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Bible Encyclopedias

Cyclopedia of Biblical, Theological and Ecclesiastical Literature


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מָשָׁל, nmashal, rendered in the A.V. "byword," "parable," "proverb" (παραβολή, παροιμία ), expresses all and even more than is conveyed by these its English representatives. It is derived from a root מָשִׁל, mashdl, "to be like" (Arab. mathala, to "resemble"), and the primary idea involved in it is that of' likeness, comparison. This form of comparison would very naturally be taken by the short, pithy' sentences which passed into use as popular sayings and proverbs, especially when employed in mockery and sarcasm, as in Micah 2:4; Habakkuk 2:6, and even in the more developed taunting song of triumph for the fall of Babylon in Isaiah 14:4. Probably all proverbial savings were at first of the nature of similes, but the term mashal soon acquired a more extended significance. It was applied to denote such short, pointed sayings as do not involve a comparison directly, but still convey their meaning by the help of a figure, as in 1 Samuel 10:12; Ezekiel 12:22-23; Ezekiel 17:2-3 (comp. παραβολή, Luke 4:23). From this stage of its application it passed to that of sententious maxims generally, as in Proverbs 1:1; Proverbs 10:1; Proverbs 25:1; Proverbs 26:7; Proverbs 26:9; Ecclesiastes 12:9; Job 13:12, many of which, however, still involve a comparison (Proverbs 25:3; Proverbs 25:11-14, etc.; Proverbs 26:1-3, etc.). Such comparisons are either expressed, or the things compared are placed side by side, and the comparison left for the hearer or reader to supply. Next we find it used of those larger pieces in which a single idea is no longer exhausted in a sentence, but forms the germ of the whole, and is worked out into a didactic poem. Many instances of this kind occur in the first section of the book of Proverbs; others are found in Job 27, 29, in both which chapters Job takes up his mashal, or "parable," as it is rendered in the A.V. The "parable" of Balaam. in Numbers 23:7-10; Numbers 24:3-9; Numbers 24:15-24, are prophecies conveyed in figrmes; but mashal also denotes the "parable" proper, as in Ezekiel 17:2; Ezekiel 20:49 (Ezekiel 21:5); Ezekiel 24:3. Lowth, in lis notes on Isaiah 14:4, speaking of mashal, says: "I take this to be the general name for poetic style among the Hebrews, including every sort of it, as ranging under one, or other, or all of the characters, sententious, figurative, and sublime; which are all contained in the original notion, or in the use and application of the word mashal. Parables or proverbs, such as those of Solomon, are always expressed in short, pointed sentences; frequently figurative, being formed on some comparison, both in the matter and the form. Such, in general, is the style of the Hebrew poetry. Balaam's first prophecy (Numbers 23:7-10) is called his mashal, although it has hardly anything figurative in it; but it is beautifully sententious, and, from the very form and manner of it, has great spirit, force, and energy. Thus Job's last speeches, in answer to the three friends (ch. 27-31), are called mashals, from no one particular character which discriminates them from the rest of the poem, but from the sublime the figurative, the sententious manner which equally prevails through the whole poem, and makes it one of the first and most eminent examples extant of the truly great and beautiful in poetic style." Sir W. Jones says, "The moralists of the East have in general chosen to deliver their precepts in short, sententious maxims, to illustrate them by sprightly comparisons, or to inculcate them in the very ancient forms of agreeable apologues: there are, indeed, both in Arabic and Persian, philosophical tracts on ethics written with sound ratiocination and elegant perspicuity. But in every part of the Eastern world, from Pekin to Damascus, the popular teachers of moral wisdom have immemorially been poets, and there would be no end of enumerating their works, which are still extant in the five principal languages of Asia." (See PARABLE).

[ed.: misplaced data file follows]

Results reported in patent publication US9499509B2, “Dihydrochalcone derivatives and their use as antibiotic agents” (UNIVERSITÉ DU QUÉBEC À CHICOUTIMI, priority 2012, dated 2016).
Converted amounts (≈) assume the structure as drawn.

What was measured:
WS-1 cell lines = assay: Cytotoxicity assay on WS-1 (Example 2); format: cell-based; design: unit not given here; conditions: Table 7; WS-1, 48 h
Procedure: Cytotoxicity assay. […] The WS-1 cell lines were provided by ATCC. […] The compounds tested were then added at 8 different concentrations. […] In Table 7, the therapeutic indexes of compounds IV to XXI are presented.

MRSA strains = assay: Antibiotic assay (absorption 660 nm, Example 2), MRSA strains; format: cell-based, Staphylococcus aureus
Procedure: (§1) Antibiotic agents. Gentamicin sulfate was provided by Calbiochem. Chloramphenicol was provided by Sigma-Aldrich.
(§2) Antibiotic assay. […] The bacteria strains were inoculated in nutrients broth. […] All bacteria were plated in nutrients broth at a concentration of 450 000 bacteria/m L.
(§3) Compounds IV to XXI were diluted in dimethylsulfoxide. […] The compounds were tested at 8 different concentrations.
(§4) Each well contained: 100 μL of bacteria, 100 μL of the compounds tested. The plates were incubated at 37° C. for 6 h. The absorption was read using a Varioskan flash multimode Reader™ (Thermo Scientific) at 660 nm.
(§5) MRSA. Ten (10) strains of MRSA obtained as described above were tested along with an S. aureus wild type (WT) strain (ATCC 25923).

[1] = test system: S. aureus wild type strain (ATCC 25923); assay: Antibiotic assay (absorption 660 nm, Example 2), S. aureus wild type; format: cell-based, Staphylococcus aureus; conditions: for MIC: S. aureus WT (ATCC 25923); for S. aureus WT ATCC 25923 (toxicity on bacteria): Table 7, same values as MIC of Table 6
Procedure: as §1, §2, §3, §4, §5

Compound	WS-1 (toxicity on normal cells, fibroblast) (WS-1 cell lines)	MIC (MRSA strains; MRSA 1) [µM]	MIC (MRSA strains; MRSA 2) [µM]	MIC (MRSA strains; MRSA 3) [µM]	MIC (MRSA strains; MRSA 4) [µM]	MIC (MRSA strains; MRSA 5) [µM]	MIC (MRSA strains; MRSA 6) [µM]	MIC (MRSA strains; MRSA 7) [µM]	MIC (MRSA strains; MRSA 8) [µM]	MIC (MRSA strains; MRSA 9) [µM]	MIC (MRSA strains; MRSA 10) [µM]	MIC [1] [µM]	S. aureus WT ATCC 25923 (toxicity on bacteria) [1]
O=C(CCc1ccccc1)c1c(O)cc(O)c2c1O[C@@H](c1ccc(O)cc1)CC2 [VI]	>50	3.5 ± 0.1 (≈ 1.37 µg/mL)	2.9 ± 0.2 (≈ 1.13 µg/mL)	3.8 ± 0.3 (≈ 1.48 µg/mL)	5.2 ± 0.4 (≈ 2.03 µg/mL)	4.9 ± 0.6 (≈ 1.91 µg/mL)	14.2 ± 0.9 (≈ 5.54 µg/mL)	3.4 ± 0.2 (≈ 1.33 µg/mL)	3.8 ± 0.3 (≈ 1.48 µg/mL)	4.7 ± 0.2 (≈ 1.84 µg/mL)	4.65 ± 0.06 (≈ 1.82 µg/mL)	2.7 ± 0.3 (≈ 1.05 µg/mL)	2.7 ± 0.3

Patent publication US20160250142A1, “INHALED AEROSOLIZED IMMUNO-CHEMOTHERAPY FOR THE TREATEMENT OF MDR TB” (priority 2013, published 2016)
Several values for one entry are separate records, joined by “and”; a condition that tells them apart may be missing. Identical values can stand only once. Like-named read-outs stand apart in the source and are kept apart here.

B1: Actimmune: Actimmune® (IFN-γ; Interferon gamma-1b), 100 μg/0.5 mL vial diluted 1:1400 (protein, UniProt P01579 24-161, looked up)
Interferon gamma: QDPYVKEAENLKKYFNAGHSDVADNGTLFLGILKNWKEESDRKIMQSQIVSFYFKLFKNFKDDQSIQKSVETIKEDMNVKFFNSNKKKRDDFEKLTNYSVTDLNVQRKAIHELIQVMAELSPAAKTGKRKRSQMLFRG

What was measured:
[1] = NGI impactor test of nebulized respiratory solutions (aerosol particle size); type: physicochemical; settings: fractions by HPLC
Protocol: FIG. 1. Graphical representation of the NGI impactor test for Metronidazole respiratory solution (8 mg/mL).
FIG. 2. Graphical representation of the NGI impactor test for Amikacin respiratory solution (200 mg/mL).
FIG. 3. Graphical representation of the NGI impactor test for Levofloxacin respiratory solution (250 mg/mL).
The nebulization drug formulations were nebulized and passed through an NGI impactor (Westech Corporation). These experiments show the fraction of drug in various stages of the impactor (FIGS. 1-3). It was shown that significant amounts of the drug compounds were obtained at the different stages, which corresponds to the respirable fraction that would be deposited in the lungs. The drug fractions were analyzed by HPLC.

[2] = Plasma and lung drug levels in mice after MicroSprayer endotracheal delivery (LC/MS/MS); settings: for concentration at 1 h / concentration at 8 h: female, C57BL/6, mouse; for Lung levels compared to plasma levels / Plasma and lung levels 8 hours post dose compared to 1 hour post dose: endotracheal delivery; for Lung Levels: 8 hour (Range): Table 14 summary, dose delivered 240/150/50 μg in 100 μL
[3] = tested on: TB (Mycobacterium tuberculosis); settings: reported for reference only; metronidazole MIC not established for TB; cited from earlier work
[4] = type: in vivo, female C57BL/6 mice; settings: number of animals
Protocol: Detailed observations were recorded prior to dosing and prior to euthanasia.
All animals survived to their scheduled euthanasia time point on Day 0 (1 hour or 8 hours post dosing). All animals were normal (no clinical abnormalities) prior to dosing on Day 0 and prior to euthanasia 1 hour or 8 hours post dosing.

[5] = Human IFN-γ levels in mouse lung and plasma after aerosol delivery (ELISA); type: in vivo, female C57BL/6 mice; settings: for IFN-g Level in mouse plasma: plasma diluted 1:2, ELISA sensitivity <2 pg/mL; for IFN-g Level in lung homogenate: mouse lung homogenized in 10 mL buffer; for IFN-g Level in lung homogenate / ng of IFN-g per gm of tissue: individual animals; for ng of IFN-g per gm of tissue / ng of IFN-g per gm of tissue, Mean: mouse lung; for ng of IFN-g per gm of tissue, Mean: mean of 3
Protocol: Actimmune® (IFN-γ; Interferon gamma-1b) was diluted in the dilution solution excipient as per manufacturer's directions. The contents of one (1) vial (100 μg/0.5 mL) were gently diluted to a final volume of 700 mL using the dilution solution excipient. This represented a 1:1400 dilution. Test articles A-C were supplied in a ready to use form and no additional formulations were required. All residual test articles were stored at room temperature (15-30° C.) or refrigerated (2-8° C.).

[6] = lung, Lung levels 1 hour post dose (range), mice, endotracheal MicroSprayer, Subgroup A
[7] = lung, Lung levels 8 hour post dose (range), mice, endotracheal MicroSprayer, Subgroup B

Our Lord frequently employed proverbs in his public instructions; and the illustration of these proverbs as occupied many learned men, who proceed partly by the aid of similar passages from the Old Test., and partly from the ancient writings of the Jews, especially from the Talmud,. whence it appears how much they were in use among that people, and that they were applied by Christ and his apostles agreeably to common usage. The proverbs contained in the Old and New Tests. are collected and illustrated by Drusius and Anireas Schottus, whose works are comprised in the ninth volume of the Critici Sacri, and also by Joachim Zehner, who elucidated them by parallel passages from the fathers, as well as from heathen writers, in a treatise published at Leipsic in 1601. The proverbs which are found in the New Test. have been illustrated by Vorstius and Visir. as well as by Lightfoot and Schottgen in their Horoe Hebraioe et Talmudicoe, and by Buxtorf in his Lexicon Chaldicumn Talmudicum et Rabbinicum, from which last- mentioned works Rosenmuller, Kuinol, Dr. Whitby, Dr. Adam Clarke, and other commentators, have derived their illustrations of the Jewish parables and proverbs. See Kelly, Proverbs of all Nations (Lond. 1859, 8vo); Sterling, Literature of Proverbs (ibid. 1860, 8vo); Bohn, Book of Proverbs. (See PROVERBS, BOOK OF).

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Bibliography Information
McClintock, John. Strong, James. Entry for 'Proverb'. Cyclopedia of Biblical, Theological and Ecclesiastical Literature. Harper & Brothers. New York. 1870.

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